He believes that US authorities are afraid of 'backdoors' in the equipment, which in the event of an emergency or a conflict, would give the Chinese access to a wide range of data using Huawei's technology. In such a situation, the US would be excluded.
Another concern is allegations of Chinese spying. A 26th of January, 2018, article in Le Monde, describes how Chinese technology allowed massive amounts of sensitive data from the headquarters of the African Union (AU) to be stored in Shanghai.
Huawei (which provided the AU building with a large part of its cyber software) and the AU denied the allegations, but the suspicions never went away. They were fed by a 19th of August, 2019, Wall Street Journal investigation which alleged that Huawei technicians helped African governments spy on political opponents in Uganda and Zambia.
Olander plays down the allegations. "Does Chinese technology, facilitate espionage? No more so that Ericsson technology does. It's what people are doing with the technology.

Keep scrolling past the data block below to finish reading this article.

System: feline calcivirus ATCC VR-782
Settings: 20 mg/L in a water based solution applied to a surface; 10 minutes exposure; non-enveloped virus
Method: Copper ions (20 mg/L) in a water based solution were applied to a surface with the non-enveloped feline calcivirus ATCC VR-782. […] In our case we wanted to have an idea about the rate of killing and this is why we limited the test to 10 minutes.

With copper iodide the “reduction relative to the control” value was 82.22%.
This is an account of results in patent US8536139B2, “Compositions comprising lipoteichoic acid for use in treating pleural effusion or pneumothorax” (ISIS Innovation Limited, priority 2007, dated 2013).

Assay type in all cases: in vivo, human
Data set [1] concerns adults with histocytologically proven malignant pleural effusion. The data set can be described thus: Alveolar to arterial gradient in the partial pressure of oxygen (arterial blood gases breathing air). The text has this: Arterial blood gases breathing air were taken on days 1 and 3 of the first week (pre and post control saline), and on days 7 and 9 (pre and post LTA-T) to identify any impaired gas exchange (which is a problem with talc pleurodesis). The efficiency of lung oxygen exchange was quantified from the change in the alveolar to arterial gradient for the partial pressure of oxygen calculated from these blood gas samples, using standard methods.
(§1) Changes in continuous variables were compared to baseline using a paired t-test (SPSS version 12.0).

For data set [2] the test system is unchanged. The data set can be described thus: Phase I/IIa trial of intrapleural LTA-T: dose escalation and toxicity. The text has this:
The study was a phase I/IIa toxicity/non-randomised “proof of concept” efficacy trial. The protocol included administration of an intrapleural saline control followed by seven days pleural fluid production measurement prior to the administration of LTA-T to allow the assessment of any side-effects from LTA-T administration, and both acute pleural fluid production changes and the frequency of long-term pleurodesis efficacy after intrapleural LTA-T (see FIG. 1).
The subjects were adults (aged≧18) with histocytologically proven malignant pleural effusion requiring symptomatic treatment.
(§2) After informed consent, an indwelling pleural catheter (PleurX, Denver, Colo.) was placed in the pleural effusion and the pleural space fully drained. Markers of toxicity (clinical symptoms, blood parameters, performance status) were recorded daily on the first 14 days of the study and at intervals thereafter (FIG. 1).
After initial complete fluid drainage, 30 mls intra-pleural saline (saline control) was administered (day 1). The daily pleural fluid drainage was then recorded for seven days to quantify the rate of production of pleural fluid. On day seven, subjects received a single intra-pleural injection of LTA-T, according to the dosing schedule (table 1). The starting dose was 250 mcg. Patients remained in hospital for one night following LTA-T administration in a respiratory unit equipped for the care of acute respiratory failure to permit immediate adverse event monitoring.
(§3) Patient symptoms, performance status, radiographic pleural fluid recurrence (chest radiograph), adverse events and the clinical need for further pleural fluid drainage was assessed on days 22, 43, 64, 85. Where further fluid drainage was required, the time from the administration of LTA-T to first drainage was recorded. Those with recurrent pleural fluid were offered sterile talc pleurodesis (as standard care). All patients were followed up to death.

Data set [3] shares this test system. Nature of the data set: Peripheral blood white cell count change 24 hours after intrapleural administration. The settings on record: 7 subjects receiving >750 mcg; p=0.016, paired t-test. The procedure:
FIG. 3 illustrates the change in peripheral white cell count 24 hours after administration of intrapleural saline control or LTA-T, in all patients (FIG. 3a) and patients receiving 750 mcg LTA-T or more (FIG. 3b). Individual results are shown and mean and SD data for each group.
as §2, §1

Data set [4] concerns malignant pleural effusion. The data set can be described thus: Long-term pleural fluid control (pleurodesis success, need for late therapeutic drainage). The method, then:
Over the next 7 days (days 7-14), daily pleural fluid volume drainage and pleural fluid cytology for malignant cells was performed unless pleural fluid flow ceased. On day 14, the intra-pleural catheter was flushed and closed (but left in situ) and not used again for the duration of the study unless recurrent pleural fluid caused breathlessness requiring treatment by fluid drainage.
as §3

"We know [about] the National Security Agency in the United States, detailed in the Snowden papers, about how it was collecting massive amounts of information...that kind of behavior is common in international statecraft," he says.
"Excellent business relationship"
In spite of the concerns of the US and its allies, the CEO of French telecom giant Orange, Stephane Richard, said at the Mobile World Congress in Barcelona on 29 June 2021, that while Chinese vendors of mobile phone hardware are shunned in Europe, the company sees no problem in working with Huawei in Africa where it dominates as a supplier of equipment to many telecoms operators.
"We're working more and more with Chinese vendors in Africa, not because we like China, but we have an excellent business relationship with Huawei," he said.
"They've invested in Africa while the European vendors have been hesitating."